The leaves are falling, temperatures are dropping, and flu viruses are lurking among us just waiting to attack those who are most vulnerable – children, the elderly, and those who are immunocompromised. As influenza activity begins to increase, now is the time to practice good physical hygiene to prevent getting the flu, such as washing your hands often (especially in public places), using hand sanitizer, eating healthy, keeping your distance from sick people, and getting a flu shot.
Computer viruses are always in season! The nefarious actors who spread viruses that are designed to infect computers, mobile devices and networks with the intent to steal data (including login credentials!) from unwitting individuals and businesses will target those who are most vulnerable. Regularly practicing good cyber hygiene can help lower your chances of catching a computer virus.
To protect your personal accounts and devices:
- Have reliable and up-to-date antivirus software installed on all your devices – even Apple and Android phones. A good free anti-virus program we recommend is Avast Anti-Virus. Update your mobile and PC operating systems when new updates are available.
- Ensure you are surfing safer. Monitor your URL bar when using your browser. Try to use sites that start with https:// when you can and look for a green lock in the address bar. This shows that the website is safe.
- Only download apps and programs from verified sites to avoid putting your devices at risk. Downloading from the Google Play Store or App Store can help ensure you are getting a legitimate app. However, be aware that cybercriminals are increasingly penetrating the app stores. According to a recent Forbes article, 172 harmful apps with over 335 million installs were found on Google’s Play Store.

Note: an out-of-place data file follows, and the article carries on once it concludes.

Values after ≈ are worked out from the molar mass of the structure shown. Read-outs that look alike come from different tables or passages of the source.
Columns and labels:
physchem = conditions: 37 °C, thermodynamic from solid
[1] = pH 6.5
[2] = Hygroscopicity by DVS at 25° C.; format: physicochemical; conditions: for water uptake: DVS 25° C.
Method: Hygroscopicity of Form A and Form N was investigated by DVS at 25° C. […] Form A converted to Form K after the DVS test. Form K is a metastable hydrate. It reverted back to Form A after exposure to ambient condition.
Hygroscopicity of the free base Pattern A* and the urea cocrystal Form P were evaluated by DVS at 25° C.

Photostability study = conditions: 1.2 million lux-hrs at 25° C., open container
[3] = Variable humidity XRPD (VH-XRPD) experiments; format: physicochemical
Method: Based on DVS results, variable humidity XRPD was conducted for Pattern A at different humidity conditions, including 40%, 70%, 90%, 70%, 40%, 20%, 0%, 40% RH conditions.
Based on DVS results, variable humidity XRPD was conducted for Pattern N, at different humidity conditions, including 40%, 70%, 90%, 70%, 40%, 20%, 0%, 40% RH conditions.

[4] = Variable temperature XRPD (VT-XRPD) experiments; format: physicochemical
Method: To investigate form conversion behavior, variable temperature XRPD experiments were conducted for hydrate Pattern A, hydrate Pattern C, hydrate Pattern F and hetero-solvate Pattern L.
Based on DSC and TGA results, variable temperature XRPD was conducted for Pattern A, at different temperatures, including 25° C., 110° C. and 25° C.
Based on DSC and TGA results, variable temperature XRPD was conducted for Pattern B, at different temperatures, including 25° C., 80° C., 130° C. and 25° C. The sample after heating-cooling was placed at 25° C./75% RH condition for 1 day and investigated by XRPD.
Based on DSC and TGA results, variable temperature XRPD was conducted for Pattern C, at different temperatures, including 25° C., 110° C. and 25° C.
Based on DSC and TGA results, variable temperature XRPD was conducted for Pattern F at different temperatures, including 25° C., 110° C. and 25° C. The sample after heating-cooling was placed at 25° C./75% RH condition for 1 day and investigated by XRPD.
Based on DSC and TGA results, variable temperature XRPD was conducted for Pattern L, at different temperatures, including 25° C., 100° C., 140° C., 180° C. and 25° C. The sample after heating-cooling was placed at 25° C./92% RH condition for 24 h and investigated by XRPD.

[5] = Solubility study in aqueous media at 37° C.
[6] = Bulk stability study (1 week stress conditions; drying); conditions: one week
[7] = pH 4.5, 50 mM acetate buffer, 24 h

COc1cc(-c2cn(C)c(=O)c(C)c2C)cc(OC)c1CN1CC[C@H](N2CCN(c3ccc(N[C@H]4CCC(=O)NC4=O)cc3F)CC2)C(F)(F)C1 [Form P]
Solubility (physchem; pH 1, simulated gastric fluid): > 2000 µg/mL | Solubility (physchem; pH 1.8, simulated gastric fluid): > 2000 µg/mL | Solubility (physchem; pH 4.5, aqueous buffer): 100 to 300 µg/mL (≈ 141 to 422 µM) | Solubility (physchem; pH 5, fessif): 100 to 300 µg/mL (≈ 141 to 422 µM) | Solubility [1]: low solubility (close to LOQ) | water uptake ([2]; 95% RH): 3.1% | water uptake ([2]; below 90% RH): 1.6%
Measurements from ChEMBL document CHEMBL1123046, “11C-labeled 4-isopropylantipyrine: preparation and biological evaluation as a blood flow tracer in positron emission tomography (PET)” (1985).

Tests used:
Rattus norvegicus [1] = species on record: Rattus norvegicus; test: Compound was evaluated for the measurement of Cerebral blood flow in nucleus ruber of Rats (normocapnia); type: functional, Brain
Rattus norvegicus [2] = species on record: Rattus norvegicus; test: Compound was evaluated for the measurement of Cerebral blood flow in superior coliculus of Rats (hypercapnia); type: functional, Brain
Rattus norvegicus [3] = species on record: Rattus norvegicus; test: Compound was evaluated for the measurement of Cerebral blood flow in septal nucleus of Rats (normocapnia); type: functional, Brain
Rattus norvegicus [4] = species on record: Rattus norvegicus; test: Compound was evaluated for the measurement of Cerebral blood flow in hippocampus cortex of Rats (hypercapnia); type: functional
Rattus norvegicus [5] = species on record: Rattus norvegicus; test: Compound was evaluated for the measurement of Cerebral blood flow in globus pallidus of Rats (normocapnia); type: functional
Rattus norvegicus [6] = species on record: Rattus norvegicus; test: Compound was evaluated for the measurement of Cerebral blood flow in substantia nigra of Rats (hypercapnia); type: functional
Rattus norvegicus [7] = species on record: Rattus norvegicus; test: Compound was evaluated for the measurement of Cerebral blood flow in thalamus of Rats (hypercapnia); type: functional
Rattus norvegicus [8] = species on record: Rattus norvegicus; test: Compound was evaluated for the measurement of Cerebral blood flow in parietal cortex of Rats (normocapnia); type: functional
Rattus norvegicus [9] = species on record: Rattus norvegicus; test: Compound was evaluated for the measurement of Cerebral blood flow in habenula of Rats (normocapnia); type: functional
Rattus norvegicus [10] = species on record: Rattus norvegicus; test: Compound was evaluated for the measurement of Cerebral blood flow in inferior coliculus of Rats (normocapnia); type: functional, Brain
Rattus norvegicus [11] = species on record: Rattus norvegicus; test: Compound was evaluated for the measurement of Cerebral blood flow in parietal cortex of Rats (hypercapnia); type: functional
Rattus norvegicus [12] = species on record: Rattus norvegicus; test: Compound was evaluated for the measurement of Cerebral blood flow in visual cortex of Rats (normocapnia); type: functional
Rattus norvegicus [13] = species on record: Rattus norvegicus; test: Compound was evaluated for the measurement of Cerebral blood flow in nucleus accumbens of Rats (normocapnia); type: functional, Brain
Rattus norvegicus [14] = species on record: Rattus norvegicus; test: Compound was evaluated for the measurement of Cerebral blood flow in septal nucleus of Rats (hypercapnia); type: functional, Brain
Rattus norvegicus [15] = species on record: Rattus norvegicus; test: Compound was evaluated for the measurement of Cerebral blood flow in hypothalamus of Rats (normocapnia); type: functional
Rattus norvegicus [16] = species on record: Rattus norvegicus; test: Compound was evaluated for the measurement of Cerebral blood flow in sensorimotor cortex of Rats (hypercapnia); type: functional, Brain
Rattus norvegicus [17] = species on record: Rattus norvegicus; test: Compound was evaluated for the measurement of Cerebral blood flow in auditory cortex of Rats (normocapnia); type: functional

- Be extremely cautious when signing onto a public Wi-Fi network, which leaves you more vulnerable to a malicious attack. If using public Wi-Fi often, run a malware scan at least once a week. You can also download and install a VPN (virtual private network) – such as Golden Frog – to protect your data when using any Wi-Fi connection.
- Avoid using the same password for multiple websites. According to Verizon’s Verizon Data Breach Investigations Report (DBIR), 80% of hacking-related breaches involved compromised and weak credentials. 29% of all breaches, regardless of attack type, involved the use of stolen credentials. This includes regular patching of devices and applications, consistent data backup and educating upper and lower staff members on better password management and how to spot phishing links in fraudulent emails. Use a free password manager, like LastPass, to manage passwords.
In addition to all of the above, businesses and e-commerce sites should take additional precautions to secure their networks against malicious attacks:
- Use strong authentication to protect access to accounts and ensure only those with permission can access them. This also includes enforcing strong passphrases.
- Back up data: Put in place a system – either in the cloud or via separate hard drive storage – that makes electronic copies of the key information on a regular basis.
- Limit access to data or systems only to the employees who require it to perform the core duties of their jobs.
- Establish policies for what employees can install and keep on their work computers.
- When in doubt, throw it out: Employees should know not to open suspicious links in email, tweets, posts, online ads, messages or attachments – even if they know the source. Employees should also be instructed about your company’s spam filters and how to use them to prevent unwanted, harmful email.
- Encourage employees to keep an eye out and say something if they notice anything strange on their computer.
- Have strong authentication procedures in place – such as requiring cardholders to provide a signature and ID for in-person purchases and a valid billing address and CVV code for online purchases to combat payment card fraud.
- Use automated data analytics to detect suspicious patterns across a broad range of data to detect potential external as well as insider threats and block risky behavior.
“An ounce of prevention is worth a pound of cure.”
~ Benjamin Franklin